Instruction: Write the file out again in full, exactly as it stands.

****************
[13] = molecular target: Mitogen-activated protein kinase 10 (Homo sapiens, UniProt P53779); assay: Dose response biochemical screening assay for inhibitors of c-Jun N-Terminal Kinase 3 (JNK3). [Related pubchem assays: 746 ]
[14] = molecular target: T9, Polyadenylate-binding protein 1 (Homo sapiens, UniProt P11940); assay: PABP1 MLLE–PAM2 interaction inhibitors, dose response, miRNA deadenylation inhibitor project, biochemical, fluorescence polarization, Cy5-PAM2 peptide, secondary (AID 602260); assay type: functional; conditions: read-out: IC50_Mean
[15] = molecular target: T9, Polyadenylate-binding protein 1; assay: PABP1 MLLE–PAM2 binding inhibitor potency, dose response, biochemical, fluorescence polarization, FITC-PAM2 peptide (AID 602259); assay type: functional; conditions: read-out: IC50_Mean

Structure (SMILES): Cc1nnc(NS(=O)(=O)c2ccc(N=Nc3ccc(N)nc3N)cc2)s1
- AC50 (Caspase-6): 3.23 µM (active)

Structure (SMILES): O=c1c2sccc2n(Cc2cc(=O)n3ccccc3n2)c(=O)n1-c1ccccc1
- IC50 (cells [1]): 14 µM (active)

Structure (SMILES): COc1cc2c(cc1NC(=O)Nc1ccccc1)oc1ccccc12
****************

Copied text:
[13] = molecular target: Mitogen-activated protein kinase 10 (Homo sapiens, UniProt P53779); assay: Dose response biochemical screening assay for inhibitors of c-Jun N-Terminal Kinase 3 (JNK3). [Related pubchem assays: 746 ]
[14] = molecular target: T9, Polyadenylate-binding protein 1 (Homo sapiens, UniProt P11940); assay: PABP1 MLLE–PAM2 interaction inhibitors, dose response, miRNA deadenylation inhibitor project, biochemical, fluorescence polarization, Cy5-PAM2 peptide, secondary (AID 602260); assay type: functional; conditions: read-out: IC50_Mean
[15] = molecular target: T9, Polyadenylate-binding protein 1; assay: PABP1 MLLE–PAM2 binding inhibitor potency, dose response, biochemical, fluorescence polarization, FITC-PAM2 peptide (AID 602259); assay type: functional; conditions: read-out: IC50_Mean

Structure (SMILES): Cc1nnc(NS(=O)(=O)c2ccc(N=Nc3ccc(N)nc3N)cc2)s1
- AC50 (Caspase-6): 3.23 µM (active)

Structure (SMILES): O=c1c2sccc2n(Cc2cc(=O)n3ccccc3n2)c(=O)n1-c1ccccc1
- IC50 (cells [1]): 14 µM (active)

Structure (SMILES): COc1cc2c(cc1NC(=O)Nc1ccccc1)oc1ccccc12